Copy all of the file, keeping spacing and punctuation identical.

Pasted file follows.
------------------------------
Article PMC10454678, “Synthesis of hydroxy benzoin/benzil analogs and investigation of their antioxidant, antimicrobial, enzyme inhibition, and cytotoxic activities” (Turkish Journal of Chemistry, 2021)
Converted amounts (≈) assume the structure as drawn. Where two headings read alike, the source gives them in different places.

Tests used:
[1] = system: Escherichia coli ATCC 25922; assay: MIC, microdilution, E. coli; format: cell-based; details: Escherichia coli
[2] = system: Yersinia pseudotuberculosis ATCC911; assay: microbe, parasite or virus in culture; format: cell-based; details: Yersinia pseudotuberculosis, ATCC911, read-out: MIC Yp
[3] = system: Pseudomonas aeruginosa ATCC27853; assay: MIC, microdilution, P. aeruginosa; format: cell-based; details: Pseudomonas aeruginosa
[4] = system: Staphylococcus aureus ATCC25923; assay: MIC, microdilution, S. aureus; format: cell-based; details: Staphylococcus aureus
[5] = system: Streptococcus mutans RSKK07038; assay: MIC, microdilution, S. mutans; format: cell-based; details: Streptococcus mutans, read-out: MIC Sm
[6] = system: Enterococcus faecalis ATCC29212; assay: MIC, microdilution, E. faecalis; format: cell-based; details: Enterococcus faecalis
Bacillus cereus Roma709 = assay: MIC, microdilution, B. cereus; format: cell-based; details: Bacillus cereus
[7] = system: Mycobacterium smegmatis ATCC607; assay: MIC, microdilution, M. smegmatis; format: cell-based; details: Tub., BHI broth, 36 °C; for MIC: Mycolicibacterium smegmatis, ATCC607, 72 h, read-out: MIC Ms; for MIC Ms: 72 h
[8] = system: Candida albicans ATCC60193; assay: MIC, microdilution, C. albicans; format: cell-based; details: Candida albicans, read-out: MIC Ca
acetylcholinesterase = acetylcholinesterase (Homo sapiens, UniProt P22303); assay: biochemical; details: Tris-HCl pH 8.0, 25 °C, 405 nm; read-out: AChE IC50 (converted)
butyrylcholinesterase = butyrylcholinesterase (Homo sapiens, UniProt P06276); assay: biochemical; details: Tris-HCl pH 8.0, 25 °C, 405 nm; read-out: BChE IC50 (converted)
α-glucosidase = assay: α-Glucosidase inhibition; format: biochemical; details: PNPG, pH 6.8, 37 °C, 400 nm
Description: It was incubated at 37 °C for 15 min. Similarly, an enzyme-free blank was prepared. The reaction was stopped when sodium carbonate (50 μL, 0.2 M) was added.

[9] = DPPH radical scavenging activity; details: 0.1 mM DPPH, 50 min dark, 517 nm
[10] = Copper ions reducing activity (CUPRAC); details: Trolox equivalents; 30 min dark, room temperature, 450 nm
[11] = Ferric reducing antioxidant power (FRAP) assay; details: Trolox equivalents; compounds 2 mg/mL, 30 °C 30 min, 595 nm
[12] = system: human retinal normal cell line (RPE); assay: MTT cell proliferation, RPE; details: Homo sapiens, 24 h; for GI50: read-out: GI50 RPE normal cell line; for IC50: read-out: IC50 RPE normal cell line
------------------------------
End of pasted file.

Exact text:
Article PMC10454678, “Synthesis of hydroxy benzoin/benzil analogs and investigation of their antioxidant, antimicrobial, enzyme inhibition, and cytotoxic activities” (Turkish Journal of Chemistry, 2021)
Converted amounts (≈) assume the structure as drawn. Where two headings read alike, the source gives them in different places.

Tests used:
[1] = system: Escherichia coli ATCC 25922; assay: MIC, microdilution, E. coli; format: cell-based; details: Escherichia coli
[2] = system: Yersinia pseudotuberculosis ATCC911; assay: microbe, parasite or virus in culture; format: cell-based; details: Yersinia pseudotuberculosis, ATCC911, read-out: MIC Yp
[3] = system: Pseudomonas aeruginosa ATCC27853; assay: MIC, microdilution, P. aeruginosa; format: cell-based; details: Pseudomonas aeruginosa
[4] = system: Staphylococcus aureus ATCC25923; assay: MIC, microdilution, S. aureus; format: cell-based; details: Staphylococcus aureus
[5] = system: Streptococcus mutans RSKK07038; assay: MIC, microdilution, S. mutans; format: cell-based; details: Streptococcus mutans, read-out: MIC Sm
[6] = system: Enterococcus faecalis ATCC29212; assay: MIC, microdilution, E. faecalis; format: cell-based; details: Enterococcus faecalis
Bacillus cereus Roma709 = assay: MIC, microdilution, B. cereus; format: cell-based; details: Bacillus cereus
[7] = system: Mycobacterium smegmatis ATCC607; assay: MIC, microdilution, M. smegmatis; format: cell-based; details: Tub., BHI broth, 36 °C; for MIC: Mycolicibacterium smegmatis, ATCC607, 72 h, read-out: MIC Ms; for MIC Ms: 72 h
[8] = system: Candida albicans ATCC60193; assay: MIC, microdilution, C. albicans; format: cell-based; details: Candida albicans, read-out: MIC Ca
acetylcholinesterase = acetylcholinesterase (Homo sapiens, UniProt P22303); assay: biochemical; details: Tris-HCl pH 8.0, 25 °C, 405 nm; read-out: AChE IC50 (converted)
butyrylcholinesterase = butyrylcholinesterase (Homo sapiens, UniProt P06276); assay: biochemical; details: Tris-HCl pH 8.0, 25 °C, 405 nm; read-out: BChE IC50 (converted)
α-glucosidase = assay: α-Glucosidase inhibition; format: biochemical; details: PNPG, pH 6.8, 37 °C, 400 nm
Description: It was incubated at 37 °C for 15 min. Similarly, an enzyme-free blank was prepared. The reaction was stopped when sodium carbonate (50 μL, 0.2 M) was added.

[9] = DPPH radical scavenging activity; details: 0.1 mM DPPH, 50 min dark, 517 nm
[10] = Copper ions reducing activity (CUPRAC); details: Trolox equivalents; 30 min dark, room temperature, 450 nm
[11] = Ferric reducing antioxidant power (FRAP) assay; details: Trolox equivalents; compounds 2 mg/mL, 30 °C 30 min, 595 nm
[12] = system: human retinal normal cell line (RPE); assay: MTT cell proliferation, RPE; details: Homo sapiens, 24 h; for GI50: read-out: GI50 RPE normal cell line; for IC50: read-out: IC50 RPE normal cell line